With the exception of Zoubek's usual moving elbow picks and the thugging by Thomas, there weren't too many egregious calls or non-calls. Butler let this one get away by missing a number of open shots in the first half and by failing to drive well in the second. They had the right idea (to drive inside and keep picking up fouls on Duke's bigs), but the Devils played it very well and simply let them drive, waiting to block low shots or simply giving up uncontested layups, most of which were shot by off-balance players expecting contact.

Butler took more shots from the field, had more free throws, got more offensive rebounds, forced more turnovers, and shot better from outside the arc. I doubt Coach K will say it, but they got lucky tonight. Butler showed that they absolutely belonged here, that regardless of how they got here, they deserved it. This is no Hoosiers remake; Butler is more like, well, Duke.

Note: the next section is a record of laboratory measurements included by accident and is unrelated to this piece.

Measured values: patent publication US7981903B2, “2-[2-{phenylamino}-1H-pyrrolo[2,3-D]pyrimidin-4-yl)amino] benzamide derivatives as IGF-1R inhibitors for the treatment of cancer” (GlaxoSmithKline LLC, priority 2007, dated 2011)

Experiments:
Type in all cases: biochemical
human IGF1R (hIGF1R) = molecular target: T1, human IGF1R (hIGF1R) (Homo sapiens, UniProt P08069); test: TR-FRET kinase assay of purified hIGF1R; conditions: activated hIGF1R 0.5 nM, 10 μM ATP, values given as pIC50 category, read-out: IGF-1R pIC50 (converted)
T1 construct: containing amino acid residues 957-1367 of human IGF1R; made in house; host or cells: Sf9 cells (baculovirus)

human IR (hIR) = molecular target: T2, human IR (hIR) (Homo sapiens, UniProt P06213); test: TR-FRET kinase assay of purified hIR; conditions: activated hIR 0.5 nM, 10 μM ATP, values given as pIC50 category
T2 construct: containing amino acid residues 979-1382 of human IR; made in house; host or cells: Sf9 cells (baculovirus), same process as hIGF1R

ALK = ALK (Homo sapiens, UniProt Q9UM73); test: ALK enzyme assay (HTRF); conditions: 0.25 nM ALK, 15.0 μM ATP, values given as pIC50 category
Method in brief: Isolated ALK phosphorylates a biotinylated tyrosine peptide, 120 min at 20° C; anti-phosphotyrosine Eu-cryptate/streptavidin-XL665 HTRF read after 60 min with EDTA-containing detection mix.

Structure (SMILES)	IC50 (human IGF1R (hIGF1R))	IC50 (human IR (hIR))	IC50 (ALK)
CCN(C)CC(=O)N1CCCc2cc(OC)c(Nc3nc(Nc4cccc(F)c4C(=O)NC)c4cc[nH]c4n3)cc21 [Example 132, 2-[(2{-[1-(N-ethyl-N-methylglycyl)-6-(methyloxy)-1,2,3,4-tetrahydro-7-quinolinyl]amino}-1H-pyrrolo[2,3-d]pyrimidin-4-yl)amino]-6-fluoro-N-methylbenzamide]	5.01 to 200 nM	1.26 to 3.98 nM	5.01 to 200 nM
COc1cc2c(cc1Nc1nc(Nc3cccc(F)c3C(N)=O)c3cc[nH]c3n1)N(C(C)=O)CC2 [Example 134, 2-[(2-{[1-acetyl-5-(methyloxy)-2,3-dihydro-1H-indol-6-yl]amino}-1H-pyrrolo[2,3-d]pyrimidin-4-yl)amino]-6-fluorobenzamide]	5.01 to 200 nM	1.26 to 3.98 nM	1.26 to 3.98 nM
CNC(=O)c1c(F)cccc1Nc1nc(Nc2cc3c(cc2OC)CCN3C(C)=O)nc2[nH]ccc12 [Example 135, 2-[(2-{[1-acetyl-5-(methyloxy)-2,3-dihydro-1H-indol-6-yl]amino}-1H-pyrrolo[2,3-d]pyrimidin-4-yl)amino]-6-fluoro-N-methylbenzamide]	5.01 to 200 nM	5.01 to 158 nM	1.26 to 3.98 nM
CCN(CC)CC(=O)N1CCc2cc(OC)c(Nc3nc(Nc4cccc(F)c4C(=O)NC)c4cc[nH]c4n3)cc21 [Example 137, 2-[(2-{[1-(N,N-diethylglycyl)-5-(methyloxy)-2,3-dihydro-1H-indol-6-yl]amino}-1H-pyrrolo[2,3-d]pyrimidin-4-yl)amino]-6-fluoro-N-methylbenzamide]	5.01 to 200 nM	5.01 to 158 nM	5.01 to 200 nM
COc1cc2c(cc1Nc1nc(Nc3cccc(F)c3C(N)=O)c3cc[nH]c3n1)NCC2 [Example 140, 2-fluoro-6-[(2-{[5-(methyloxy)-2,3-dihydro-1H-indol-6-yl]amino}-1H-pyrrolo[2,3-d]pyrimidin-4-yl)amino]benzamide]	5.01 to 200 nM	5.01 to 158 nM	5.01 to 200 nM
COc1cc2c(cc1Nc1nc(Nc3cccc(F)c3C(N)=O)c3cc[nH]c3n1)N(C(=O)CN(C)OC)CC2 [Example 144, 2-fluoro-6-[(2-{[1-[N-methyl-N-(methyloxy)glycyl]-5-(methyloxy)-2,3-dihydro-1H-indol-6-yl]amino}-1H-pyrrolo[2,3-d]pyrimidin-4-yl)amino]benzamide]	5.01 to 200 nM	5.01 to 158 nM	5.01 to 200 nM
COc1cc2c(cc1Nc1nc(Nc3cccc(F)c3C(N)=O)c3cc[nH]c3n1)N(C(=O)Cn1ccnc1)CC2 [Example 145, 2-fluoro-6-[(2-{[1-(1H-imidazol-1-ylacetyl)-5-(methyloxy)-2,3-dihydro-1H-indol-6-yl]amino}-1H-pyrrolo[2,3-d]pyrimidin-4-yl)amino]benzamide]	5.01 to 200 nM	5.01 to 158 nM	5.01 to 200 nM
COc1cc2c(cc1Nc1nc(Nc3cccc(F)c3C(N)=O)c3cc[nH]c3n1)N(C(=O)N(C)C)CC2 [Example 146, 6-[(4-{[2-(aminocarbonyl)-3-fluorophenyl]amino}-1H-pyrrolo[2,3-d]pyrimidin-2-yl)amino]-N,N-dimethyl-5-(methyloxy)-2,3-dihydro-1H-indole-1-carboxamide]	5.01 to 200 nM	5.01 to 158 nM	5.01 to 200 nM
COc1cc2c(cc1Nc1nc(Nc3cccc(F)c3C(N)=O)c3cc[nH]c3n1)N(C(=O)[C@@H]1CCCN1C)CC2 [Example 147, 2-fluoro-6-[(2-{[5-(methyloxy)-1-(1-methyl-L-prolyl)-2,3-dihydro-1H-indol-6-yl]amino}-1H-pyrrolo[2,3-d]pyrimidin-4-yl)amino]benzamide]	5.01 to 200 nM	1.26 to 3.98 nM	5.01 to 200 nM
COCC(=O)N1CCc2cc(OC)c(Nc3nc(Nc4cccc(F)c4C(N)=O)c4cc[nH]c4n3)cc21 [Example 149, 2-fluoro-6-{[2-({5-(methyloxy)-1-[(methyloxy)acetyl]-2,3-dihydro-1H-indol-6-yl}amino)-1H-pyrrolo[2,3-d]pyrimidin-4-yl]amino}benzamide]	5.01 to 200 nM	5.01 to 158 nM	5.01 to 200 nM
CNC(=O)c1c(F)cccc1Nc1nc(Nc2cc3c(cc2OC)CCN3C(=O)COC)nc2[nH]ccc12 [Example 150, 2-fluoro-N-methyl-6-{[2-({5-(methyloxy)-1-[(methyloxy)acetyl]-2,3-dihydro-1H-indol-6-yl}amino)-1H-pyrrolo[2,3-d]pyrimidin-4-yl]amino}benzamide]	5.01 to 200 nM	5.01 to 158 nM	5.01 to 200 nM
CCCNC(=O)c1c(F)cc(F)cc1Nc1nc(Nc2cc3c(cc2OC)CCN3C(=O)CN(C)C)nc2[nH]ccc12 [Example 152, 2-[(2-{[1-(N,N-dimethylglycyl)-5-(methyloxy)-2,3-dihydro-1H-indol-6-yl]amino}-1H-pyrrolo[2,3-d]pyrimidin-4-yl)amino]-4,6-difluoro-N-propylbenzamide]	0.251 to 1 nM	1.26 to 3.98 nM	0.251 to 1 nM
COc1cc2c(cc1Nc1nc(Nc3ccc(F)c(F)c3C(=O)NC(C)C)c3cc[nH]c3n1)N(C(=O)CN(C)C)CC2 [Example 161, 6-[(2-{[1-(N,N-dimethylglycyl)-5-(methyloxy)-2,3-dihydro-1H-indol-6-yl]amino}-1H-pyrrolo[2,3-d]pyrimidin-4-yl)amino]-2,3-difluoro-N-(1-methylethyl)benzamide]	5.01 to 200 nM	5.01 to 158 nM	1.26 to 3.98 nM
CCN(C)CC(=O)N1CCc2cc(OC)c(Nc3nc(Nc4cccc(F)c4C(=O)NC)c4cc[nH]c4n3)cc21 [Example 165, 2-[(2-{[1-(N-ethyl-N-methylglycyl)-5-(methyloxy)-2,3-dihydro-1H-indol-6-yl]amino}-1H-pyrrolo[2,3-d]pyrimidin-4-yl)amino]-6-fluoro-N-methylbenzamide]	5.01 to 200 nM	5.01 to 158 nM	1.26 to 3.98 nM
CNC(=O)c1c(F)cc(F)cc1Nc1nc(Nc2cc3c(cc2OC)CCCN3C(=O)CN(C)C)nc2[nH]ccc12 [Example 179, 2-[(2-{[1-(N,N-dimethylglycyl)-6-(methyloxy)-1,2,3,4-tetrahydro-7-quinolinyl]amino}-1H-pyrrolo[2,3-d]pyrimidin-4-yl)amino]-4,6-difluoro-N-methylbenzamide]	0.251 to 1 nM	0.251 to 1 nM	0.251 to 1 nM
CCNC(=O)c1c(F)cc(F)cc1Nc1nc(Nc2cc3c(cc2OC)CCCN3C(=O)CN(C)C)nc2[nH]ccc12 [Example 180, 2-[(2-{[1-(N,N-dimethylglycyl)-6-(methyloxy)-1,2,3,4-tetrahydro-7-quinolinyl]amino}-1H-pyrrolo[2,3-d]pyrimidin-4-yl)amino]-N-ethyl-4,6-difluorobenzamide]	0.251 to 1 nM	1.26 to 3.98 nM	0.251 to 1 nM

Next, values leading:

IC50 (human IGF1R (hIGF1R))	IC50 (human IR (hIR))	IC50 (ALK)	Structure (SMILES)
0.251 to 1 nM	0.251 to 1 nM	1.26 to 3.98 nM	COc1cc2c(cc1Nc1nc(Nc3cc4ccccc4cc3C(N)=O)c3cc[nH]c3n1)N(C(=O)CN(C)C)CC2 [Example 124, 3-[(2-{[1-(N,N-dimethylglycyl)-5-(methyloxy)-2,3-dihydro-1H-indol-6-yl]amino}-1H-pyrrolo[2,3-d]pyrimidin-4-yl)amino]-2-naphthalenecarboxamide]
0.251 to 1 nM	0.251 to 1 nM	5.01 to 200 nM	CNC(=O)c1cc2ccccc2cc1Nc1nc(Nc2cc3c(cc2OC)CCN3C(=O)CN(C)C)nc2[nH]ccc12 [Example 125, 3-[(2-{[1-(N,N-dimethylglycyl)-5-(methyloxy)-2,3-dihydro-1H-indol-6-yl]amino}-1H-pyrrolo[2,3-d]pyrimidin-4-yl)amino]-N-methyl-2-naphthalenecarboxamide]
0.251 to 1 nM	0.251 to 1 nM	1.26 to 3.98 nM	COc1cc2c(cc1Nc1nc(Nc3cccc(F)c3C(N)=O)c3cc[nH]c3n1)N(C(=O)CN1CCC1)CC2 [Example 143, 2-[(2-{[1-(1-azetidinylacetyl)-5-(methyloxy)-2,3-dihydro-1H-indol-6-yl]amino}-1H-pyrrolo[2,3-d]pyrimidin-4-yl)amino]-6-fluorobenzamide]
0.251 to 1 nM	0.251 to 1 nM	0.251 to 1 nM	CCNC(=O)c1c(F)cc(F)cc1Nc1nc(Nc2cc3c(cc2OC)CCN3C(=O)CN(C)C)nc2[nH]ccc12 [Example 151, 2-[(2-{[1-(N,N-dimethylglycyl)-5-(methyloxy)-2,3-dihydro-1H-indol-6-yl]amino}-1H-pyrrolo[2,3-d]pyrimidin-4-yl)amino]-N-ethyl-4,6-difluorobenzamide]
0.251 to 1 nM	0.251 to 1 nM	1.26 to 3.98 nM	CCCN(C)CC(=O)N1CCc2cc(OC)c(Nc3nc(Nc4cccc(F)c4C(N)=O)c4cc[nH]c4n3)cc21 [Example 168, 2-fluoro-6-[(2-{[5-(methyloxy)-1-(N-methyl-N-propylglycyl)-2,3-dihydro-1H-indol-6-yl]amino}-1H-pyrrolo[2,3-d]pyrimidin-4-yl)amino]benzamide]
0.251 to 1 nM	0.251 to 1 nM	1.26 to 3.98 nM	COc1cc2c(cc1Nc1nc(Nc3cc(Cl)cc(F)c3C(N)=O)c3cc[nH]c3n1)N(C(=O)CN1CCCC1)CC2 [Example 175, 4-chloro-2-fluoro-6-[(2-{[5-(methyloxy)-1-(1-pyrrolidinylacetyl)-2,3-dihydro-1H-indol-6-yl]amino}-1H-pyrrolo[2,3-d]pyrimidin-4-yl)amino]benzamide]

Younger people may not realize that Duke was in a similar position in the early '90s, when they first made the transition from underdog to champion. The difference is that Duke is in the ACC and thus has access to much better resources (TV contracts, for example). Butler has no such leverage. They will have to work hard to retain what they have.

And retain it they should. Butler may be going to Houston next year ... now, a lot of good teams don't make it to the Final Four, if for no other reason than, well, only four teams can go, but the Bulldogs should have the talent on the court and the sidelines to get there.